Small-molecule positive allosteric modulation of homomeric kainate receptors GluK1-3: development of screening assays and insight into GluK3 structure

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The kainate receptors GluK1-3 (glutamate receptor ionotropic, kainate receptors 1–3) belong to the family of ionotropic glutamate receptors and are essential for fast excitatory neurotransmission in the brain, and are associated with neurological and psychiatric diseases. How these receptors can be modulated by small-molecule agents is not well understood, especially for GluK3. We show that the positive allosteric modulator BPAM344 can be used to establish robust calcium-sensitive fluorescence-based assays to test agonists, antagonists, and positive allosteric modulators of GluK1-3. The half-maximal effective concentration (EC50) of BPAM344 for potentiating the response of 100 μm kainate was determined to be 26.3 μm for GluK1, 75.4 μm for GluK2, and 639 μm for GluK3. Domoate was found to be a potent agonist for GluK1 and GluK2, with an EC50 of 0.77 and 1.33 μm, respectively, upon co-application of 150 μm BPAM344. At GluK3, domoate acts as a very weak agonist or antagonist with a half-maximal inhibitory concentration (IC50) of 14.5 μm, in presence of 500 μm BPAM344 and 100 μm kainate for competition binding. Using H523A-mutated GluK3, we determined the first dimeric structure of the ligand-binding domain by X-ray crystallography, allowing location of BPAM344, as well as zinc-, sodium-, and chloride-ion binding sites at the dimer interface. Molecular dynamics simulations support the stability of the ion sites as well as the involvement of Asp761, Asp790, and Glu797 in the binding of zinc ions. Using electron microscopy, we show that, in presence of glutamate and BPAM344, full-length GluK3 adopts a dimer-of-dimers arrangement.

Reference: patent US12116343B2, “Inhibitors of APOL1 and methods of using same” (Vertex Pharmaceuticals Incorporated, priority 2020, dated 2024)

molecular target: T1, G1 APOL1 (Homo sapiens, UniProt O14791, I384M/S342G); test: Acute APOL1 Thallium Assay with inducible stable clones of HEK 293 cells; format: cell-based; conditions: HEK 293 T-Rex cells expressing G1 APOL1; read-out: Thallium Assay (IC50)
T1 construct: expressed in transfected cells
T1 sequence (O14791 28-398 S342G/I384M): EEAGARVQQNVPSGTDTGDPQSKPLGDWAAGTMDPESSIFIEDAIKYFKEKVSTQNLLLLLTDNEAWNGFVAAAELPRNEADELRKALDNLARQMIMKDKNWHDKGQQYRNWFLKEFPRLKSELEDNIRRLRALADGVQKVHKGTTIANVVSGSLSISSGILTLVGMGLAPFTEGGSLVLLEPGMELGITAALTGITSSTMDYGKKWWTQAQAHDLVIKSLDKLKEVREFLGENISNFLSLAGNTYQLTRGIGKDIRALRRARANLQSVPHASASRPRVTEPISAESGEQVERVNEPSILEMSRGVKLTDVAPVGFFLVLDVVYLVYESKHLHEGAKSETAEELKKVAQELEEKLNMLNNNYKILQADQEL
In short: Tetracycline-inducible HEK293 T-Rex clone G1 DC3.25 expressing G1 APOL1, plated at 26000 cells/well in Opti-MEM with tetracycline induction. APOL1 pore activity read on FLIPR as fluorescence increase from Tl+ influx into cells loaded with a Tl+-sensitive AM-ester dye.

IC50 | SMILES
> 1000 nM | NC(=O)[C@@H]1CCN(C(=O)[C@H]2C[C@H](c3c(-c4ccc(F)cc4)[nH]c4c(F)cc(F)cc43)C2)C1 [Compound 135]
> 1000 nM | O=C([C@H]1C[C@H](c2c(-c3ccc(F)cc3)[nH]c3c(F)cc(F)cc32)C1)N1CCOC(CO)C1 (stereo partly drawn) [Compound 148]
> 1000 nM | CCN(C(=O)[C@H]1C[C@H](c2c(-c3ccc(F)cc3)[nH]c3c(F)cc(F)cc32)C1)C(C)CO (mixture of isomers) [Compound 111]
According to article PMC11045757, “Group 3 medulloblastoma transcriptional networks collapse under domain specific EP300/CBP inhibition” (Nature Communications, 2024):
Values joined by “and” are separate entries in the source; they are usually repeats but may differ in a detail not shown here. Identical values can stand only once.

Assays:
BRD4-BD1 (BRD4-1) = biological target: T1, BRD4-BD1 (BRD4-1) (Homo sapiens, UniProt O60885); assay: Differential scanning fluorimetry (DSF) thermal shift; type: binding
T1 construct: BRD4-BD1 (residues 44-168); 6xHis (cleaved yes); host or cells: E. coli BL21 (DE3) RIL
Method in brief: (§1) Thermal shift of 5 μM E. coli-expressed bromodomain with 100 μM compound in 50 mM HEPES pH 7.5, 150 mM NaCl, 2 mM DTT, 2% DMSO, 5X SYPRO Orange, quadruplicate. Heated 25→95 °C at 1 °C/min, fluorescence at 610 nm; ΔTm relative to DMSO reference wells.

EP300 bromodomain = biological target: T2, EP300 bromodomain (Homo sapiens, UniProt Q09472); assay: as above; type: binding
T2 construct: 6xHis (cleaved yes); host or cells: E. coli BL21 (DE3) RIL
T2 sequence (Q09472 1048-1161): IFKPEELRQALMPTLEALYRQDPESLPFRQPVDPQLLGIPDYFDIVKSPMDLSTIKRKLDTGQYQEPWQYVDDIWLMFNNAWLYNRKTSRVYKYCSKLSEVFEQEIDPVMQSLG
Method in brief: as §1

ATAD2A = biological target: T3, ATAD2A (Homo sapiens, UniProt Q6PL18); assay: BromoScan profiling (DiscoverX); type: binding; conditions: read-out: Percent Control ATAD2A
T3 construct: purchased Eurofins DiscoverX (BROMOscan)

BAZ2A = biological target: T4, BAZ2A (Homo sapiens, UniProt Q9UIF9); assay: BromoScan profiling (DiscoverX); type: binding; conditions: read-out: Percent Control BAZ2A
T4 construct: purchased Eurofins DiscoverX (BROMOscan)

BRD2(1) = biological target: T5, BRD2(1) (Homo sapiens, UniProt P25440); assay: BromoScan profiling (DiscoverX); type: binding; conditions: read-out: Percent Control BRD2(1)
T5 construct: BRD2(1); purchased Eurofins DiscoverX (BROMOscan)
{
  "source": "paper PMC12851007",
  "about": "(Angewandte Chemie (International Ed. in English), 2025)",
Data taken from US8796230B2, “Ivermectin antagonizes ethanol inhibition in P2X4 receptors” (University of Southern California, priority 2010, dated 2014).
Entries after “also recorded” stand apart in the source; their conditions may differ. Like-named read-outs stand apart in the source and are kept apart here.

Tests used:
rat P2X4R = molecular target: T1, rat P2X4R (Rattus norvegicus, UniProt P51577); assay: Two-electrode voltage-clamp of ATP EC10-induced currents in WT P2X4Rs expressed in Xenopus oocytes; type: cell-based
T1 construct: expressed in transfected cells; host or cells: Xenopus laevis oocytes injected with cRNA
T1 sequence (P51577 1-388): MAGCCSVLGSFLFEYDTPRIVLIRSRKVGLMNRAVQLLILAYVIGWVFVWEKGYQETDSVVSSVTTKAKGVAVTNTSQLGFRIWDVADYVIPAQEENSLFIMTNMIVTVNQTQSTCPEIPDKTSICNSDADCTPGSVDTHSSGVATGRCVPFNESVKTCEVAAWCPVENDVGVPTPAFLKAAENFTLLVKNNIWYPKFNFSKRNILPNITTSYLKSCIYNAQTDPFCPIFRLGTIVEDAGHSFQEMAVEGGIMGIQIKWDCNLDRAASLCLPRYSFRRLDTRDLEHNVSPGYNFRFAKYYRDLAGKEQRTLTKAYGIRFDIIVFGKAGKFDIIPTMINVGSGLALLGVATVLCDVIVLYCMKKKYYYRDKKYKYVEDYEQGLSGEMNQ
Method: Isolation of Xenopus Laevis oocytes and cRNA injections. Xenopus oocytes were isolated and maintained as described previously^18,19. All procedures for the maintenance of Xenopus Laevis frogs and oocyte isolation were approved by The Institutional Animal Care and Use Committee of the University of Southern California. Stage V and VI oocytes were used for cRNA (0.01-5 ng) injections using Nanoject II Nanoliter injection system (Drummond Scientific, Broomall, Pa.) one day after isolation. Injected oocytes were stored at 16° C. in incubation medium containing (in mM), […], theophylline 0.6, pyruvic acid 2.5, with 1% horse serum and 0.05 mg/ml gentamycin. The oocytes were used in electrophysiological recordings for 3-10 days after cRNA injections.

Original languageEnglish
JournalFEBS Journal
Issue number7
Pages (from-to)1506-1529
Publication statusPublished - 2024

Bibliographical note

Publisher Copyright:
© 2023 Federation of European Biochemical Societies.

    Research areas

  • calcium-sensitive fluorescence-based assays, electron microscopy, kainate receptors, molecular dynamics simulations, X-ray crystallography

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